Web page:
“We have ended an unfortunate fourteen year experiment with partisan judicial filibusters,” U.S. Senator Roger Wicker told the Stennis Press Forum last week in Jackson.  He said the 2003 filibusters against Miguel Estrada of Texas and Charles Pickering of Mississippi “was the first time a partisan filibuster had ever stopped a federal judge of any kind from being elevated to the court to which they were nominated.”

Wicker said the Republican majority’s decision to end filibusters of nominations to the U.S. Supreme Court, which followed the 2013 Democratic majority’s decision to end filibusters of nominations to other federal courts, was a return to the normal order.  “This is why I’m unapologetic and had a spring in my step when we left the Capitol: we are back to where we always were for two hundred years when judges were nominated and they were confirmed and a lot of them were not confirmed. It was done on an up or down vote.” The Senate confirmed Neil Gorsuch to the Supreme Court on a vote of 55-45 earlier this month.

Wicker rattled through a number of issues at the luncheon sponsored by the Mississippi Capitol Press Corps and the Stennis Institute of Government including his thoughts on President Donald Trump’s budget proposal, the recent bombings in Syria and issues facing naval pilot training in Meridian.

Wicker said appropriators, like his colleague U.S. Senator Thad Cochran who chairs the Senate Appropriations Committee, decide how best to spend the money, but they don’t set the budget. Once the budget is set, the appropriators specify the spending.  Wicker believes the Senate can maintain programs that benefit Mississippi – the Appalachian Regional Commission, the Delta Regional Authority, small airport grant programs and CDBG (Community Development Block Grants) – while keeping spending below the budget line.

On Syria, Wicker said the President was within his authority to launch the cruise missile strike against Bashar al-Assad’s regime in Syria. Two Arleigh Burke-class destroyers in the Eastern Mediterranean Sea launched 59 missiles against an airbase in Syria from which days prior a chemical weapons attack had been launched. (Both of these guided missile destroyers – The USS Ross and the USS Porter – were constructed at Ingalls Shipbuilding in Pascagoula and launched in 1996 and 1997 respectively.)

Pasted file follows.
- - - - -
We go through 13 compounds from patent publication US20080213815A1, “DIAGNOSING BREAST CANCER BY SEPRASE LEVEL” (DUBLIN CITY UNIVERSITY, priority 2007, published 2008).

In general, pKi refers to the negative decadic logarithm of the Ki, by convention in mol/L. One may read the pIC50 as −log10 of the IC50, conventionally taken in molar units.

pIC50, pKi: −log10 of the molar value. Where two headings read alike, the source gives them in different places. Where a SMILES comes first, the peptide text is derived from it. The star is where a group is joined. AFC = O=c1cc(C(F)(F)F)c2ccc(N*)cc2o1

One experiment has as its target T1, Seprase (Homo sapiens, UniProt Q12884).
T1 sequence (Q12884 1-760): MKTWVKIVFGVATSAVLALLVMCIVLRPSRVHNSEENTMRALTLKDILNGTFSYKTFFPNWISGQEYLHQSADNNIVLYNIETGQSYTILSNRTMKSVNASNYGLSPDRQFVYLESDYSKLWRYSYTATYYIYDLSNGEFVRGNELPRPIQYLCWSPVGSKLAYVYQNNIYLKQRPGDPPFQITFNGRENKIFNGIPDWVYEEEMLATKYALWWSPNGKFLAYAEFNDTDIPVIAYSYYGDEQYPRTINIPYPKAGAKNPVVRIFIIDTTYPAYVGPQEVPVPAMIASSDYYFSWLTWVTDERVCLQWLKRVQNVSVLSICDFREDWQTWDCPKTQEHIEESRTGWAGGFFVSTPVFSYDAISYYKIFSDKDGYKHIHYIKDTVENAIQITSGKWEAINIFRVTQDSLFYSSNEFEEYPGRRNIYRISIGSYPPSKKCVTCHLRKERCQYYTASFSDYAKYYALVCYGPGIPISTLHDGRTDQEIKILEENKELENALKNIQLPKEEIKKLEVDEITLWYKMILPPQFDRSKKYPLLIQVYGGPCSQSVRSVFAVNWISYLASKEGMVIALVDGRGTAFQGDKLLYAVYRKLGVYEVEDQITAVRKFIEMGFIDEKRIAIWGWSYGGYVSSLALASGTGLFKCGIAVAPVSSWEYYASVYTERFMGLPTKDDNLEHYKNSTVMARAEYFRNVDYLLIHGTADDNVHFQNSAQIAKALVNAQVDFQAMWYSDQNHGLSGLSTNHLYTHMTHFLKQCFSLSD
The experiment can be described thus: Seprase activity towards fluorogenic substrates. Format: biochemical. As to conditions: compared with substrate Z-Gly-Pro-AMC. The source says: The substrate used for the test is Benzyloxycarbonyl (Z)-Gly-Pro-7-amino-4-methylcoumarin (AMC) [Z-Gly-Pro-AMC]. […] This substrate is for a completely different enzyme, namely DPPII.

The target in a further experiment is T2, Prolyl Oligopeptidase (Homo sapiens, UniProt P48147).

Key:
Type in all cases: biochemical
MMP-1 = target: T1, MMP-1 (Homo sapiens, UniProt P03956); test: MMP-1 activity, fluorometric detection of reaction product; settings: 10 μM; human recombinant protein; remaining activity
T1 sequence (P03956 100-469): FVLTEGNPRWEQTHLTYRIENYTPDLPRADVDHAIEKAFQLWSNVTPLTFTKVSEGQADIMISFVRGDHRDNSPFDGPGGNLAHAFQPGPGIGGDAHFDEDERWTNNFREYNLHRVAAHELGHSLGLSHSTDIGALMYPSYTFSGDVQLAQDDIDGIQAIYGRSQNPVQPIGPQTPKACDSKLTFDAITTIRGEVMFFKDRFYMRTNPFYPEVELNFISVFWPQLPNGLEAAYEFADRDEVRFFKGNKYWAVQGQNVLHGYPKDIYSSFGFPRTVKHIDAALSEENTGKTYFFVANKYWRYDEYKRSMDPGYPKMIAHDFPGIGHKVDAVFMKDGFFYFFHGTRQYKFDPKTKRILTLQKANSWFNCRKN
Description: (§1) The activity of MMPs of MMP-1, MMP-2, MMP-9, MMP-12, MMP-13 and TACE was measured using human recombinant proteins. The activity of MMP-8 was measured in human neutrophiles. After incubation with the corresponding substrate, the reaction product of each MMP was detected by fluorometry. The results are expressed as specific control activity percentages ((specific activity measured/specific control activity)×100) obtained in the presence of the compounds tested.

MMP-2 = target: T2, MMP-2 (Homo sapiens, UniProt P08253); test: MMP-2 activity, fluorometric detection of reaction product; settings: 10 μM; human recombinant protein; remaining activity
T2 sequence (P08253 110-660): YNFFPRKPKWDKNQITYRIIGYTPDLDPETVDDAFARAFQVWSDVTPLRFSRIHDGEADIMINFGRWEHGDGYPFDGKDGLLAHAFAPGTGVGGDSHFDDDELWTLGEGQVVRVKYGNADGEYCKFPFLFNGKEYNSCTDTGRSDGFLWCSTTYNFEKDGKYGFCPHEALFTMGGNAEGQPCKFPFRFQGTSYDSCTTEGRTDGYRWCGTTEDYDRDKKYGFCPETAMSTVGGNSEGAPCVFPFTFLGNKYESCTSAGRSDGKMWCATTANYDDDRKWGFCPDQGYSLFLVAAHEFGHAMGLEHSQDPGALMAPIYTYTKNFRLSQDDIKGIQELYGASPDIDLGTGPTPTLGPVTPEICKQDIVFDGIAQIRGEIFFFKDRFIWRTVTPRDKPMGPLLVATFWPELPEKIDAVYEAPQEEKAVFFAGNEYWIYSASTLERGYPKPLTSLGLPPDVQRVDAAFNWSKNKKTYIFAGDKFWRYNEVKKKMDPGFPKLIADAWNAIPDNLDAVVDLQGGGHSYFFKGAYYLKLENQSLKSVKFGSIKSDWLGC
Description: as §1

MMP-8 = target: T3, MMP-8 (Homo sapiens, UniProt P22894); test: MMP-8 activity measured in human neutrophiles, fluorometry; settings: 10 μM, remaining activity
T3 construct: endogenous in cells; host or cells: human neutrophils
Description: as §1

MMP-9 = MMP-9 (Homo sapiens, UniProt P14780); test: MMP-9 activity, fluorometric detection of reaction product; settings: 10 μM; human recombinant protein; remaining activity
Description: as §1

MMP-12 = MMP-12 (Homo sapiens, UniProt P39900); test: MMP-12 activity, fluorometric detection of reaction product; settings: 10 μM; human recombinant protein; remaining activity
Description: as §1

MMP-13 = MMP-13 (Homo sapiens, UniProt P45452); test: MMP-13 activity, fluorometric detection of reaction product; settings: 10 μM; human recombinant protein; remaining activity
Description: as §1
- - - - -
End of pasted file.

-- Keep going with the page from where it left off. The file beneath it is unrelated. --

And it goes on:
Wicker said while 1,500 Syrians had been killed by chemical weapons during the civil war, more than 200,000 had been killed by conventional weapons. But the international community has determined a legal distinction between the two. “We know Assad is a war criminal and my fondest wish is that someday Assad will be in life imprisonment somewhere for being a war criminal because he is. In the meantime, he is a client of Russia and Iran, and we wish Syria was led by somebody other than Bashar Assad,” Wicker said. Noting that the situation is “complicated” he urged patience as Secretary of Defense Jim Mattis and Secretary of State Rex Tillerson work out a strategy.

Wicker serves as Chairman of the Senate Subcommittee on Seapower with jurisdiction over naval aviation. Earlier this month, some pilots in Meridian and Pensacola refused to fly their T-45 training jets due to increased problems with “histotoxic hypoxia” apparently as a result of a flaw in the oxygen delivery on the jets. Wicker met with naval leadership as well as pilots. He said he is encouraged that the Navy is taking this problem seriously and will conduct an investigation. Jets have been taken to Naval Air Station Patuxent River in Maryland to be disassembled and examined. In the meantime, he supports both the pilots who continue to fly and those who have stopped out of safety concerns.

After a meeting at Naval Air Station Meridian with training pilots and Vice Admiral Mike Shoemaker, Commander of Naval Air Forces, Wicker said at a press conference, “What I was hearing from both groups of instructor pilots – the ones who felt that the stoppage was necessary and the ones who were willing to go ahead with flying – is that now a different solution has been undertaken. A couple of these aircrafts – one from here, one from another station – have been flown to Patuxent River, where they will be completely taken apart. A kind of analysis is going to be done that has not been done before. Once the problem is identified, the manufacturers and the engineers will know how to deal with it. But I think we are much closer today, because of what has happened in the past few days, to getting the correct diagnosis.”

Wicker said he was “very, very pleased with the team” President Trump has put together including Tillerson, Mattis, Nikki Haley, Scott Pruitt, Ben Carson, Jeff Sessions, Elaine Chow and Sonny Perdue who Wicker said would be confirmed first thing after the Easter Recess.



Brian Perry is a columnist for the Madison County Journal and a partner with Capstone Public Affairs, LLC. Reach him at reasonablyright@brianperry.ms or @CapstonePerry on Twitter.